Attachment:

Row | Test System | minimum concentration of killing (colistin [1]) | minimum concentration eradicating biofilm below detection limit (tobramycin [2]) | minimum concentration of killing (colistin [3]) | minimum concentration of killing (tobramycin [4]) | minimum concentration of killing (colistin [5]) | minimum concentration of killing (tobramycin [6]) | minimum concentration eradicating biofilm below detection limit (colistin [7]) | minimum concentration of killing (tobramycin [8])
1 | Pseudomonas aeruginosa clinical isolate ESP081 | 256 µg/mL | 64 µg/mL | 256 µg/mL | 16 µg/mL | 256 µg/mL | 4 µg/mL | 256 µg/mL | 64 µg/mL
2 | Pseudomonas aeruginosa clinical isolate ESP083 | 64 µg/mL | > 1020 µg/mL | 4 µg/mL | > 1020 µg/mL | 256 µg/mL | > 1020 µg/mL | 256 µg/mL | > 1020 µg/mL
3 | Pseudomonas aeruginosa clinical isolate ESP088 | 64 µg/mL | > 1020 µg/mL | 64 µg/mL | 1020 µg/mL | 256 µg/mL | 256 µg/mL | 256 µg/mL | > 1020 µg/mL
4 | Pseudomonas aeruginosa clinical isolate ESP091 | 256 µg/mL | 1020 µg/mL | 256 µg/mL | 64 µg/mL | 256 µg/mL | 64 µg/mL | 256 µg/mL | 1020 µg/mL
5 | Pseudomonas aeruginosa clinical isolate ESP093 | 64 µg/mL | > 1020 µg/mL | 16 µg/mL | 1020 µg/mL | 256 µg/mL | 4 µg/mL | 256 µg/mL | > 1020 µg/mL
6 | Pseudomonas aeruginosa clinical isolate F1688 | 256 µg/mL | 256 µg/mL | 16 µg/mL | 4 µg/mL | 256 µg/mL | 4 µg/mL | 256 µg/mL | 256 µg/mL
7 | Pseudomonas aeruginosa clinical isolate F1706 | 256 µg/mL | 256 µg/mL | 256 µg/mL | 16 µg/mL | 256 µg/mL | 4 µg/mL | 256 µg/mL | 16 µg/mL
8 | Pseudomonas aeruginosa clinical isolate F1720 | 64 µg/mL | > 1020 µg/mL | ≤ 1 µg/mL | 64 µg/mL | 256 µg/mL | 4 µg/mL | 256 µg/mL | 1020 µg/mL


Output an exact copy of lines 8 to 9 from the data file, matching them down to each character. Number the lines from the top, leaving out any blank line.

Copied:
7 | Pseudomonas aeruginosa clinical isolate F1706 | 256 µg/mL | 256 µg/mL | 256 µg/mL | 16 µg/mL | 256 µg/mL | 4 µg/mL | 256 µg/mL | 16 µg/mL
8 | Pseudomonas aeruginosa clinical isolate F1720 | 64 µg/mL | > 1020 µg/mL | ≤ 1 µg/mL | 64 µg/mL | 256 µg/mL | 4 µg/mL | 256 µg/mL | 1020 µg/mL